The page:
Peripheral neuropathy is the collective term for a number of medical conditions and concepts related to the spinal column and the nervous system outside of the brain.
The nervous system is that part of the body that coordinates your actions with your senses. It’s made up of two parts: the central nervous system (CNS) and the peripheral nervous system (PNS).
Peripheral neuropathy, then, refers to diseases in the peripheral nervous system.
All of these fall into three categories: acquired, involving lifestyle habits, non-hereditary diseases, and injuries; hereditary, from a genetic predisposition; and idiopathic (meaning the cause is unknown). These diseases can impair motion, sensation, and even some organs or glands, depending on which nerves are affected and how. They can be painful, uncomfortable, or debilitating in daily life.
So what are these diseases?
This article examines the different classifications, symptoms, and signs of peripheral neuropathy, and through a few examples, what can be done to treat them.
What is the Peripheral Nervous System?
The peripheral nervous system covers two key functions of the body–the autonomic nervous system, and the somatic nervous system. This system governs some things you do every day and probably never even noticed it, and is arranged throughout the body in clusters of nerve endings called ganglia.
The autonomic nervous system (ANS), so-called because it controls the body’s autonomous, or self-governing, actions, carries out a lot of functions we can’t even see through the smooth muscles (which can’t be tensed) and the glands.
These include a regular heart rate, eye movement, breathing, sexual arousal, and digestion.
Peripheral neuropathies are so dangerous, in part, because it jeopardises some of the most basic tasks the body needs in order to live normally and comfortably.
The somatic, or voluntary, nervous system (SNS), on the other hand, does just one thing only, but it’s a critical function: it controls the skeletal muscles which allow for conscious movement and reflexive action.
Without the somatic nervous system, you wouldn’t be able to walk, chew, use tools, or react when startled.
So these two features of the body are obviously crucial.
Now that we know what’s at stake, in what ways can they be affected by neuropathies?
– Types of Peripheral Neuropathy –
Mononeuropathies are those that affect just one nerve ending (mono means one), rather than a group or a system of them. Because they’re both the least serious and the most common, it’s important to be able to distinguish these from more systemic neuropathies. They’re usually the result of local traumas or injuries ranging from sexually-transmitted diseases to crouching in an uncomfortable position for too long.
There are two broad subtypes of mononeuropathy:
These are commonly referred to as trapped or pinched nerves, and they can be caused by something as simple as weight or pressure being placed on a nerve unknowingly, such as being trapped in a skeletal joint. They can also be caused by some acquired conditions, including various cancers or alcoholism.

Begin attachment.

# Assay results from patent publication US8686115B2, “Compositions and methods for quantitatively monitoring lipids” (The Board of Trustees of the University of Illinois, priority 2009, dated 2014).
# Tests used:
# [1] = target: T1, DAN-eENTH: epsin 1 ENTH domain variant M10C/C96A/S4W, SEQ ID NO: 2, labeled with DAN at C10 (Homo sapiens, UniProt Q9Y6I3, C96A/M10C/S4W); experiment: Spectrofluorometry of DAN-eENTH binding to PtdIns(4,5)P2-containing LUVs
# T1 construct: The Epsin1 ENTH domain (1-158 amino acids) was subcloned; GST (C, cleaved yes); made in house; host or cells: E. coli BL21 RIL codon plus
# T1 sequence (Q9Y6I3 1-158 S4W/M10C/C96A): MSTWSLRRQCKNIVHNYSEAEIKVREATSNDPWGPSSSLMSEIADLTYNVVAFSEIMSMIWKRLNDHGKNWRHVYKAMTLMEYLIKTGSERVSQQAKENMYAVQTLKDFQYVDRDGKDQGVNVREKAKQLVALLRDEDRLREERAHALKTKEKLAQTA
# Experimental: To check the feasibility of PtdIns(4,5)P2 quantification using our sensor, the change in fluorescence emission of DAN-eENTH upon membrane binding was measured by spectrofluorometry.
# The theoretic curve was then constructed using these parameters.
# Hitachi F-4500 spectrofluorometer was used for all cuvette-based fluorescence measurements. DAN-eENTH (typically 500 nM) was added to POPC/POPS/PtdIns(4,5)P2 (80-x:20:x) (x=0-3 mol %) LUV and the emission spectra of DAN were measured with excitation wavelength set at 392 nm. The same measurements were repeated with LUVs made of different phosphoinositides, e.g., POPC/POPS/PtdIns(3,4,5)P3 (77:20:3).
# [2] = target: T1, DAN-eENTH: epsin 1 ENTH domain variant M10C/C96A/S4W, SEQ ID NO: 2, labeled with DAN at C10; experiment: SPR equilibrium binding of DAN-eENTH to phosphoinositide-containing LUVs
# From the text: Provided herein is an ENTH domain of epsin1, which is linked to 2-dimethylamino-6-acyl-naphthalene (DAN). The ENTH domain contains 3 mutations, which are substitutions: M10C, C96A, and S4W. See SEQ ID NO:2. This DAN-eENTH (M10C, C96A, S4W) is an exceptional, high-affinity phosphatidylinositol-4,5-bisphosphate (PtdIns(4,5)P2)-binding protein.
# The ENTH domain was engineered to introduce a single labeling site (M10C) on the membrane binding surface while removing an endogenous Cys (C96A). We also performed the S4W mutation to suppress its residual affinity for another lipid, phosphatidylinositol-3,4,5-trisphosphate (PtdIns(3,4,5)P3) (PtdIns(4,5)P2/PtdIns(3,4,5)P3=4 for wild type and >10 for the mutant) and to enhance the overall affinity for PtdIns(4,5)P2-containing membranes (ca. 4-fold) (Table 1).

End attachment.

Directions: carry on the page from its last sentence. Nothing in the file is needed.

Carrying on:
Common examples include:
- Peroneal nerve compression
- Carpal tunnel syndrome
- Radial nerve compression
Symptoms include loss of sensation, decreased reflexes and coordination, muscle spasms or cramps, weakness, paralysis, pain, or tingling and burning.
Compression neuropathies can often be healed through treatment of the cause.
For example: improving posture, treating alcoholism, or healing muscle or bone injuries.
With more persistent conditions, there are a variety of medications which can be used to manage pain and symptoms, including:
- Medical cannabis
- Topical anesthetic and analgesic creams and gels
This mononeuropathy affects the ulnar nerve, which runs along the ulna bone in the arm. It has various causes, including fractures of the humerus and ulna, subdermal contraceptive implants, or hemophilia.
While studies of rates of occurrence have been spotty so far, what work has been done indicates that ulnar neuropathy, especially ulnar neuropathy at the elbow (UNE), might be among the most common form of nerve illness, affecting 20.9% of the population in Italy alone.
Symptoms include pain or discomfort in the elbow (particularly with UNE), difficulty controlling the ring and little finger, tingling or numbness in the hands, wrist, or fingers, a weakened grip, and sensitivity to cold.
While surgery might be required in more persistent cases, most instances of ulnar neuropathy can be alleviated or healed by anti-inflammatory medication or the use of elbow pads, splints, or braces.
Polyneuropathies comprise a wide range of nerve diseases affecting multiple peripheral nerves throughout the body. While mononeuropathies are the most commonly encountered, polyneuropathies are by far the most numerous, with dozens of varieties that fall into a few broad categories.
It’s always best to speak with a doctor about any concerns, but here are the broad strokes on the two most significant types of polyneuropathies.
A chronic polyneuropathy is any that affects large numbers of nerves for an extended period of time. These can take months to develop and can’t be treated quickly. Most polyneuropathies are chronic because they’re the result of some systemic problem in the autonomic peripheral nervous system.
While they’re uncomfortable and painful, most chronic neuropathies can at least be managed with medication and physical therapy. Generally, these only involve the loss of sensation, most typically in the feet and not quite as frequently in the hands, although they can affect the ANS anywhere it’s found in the body.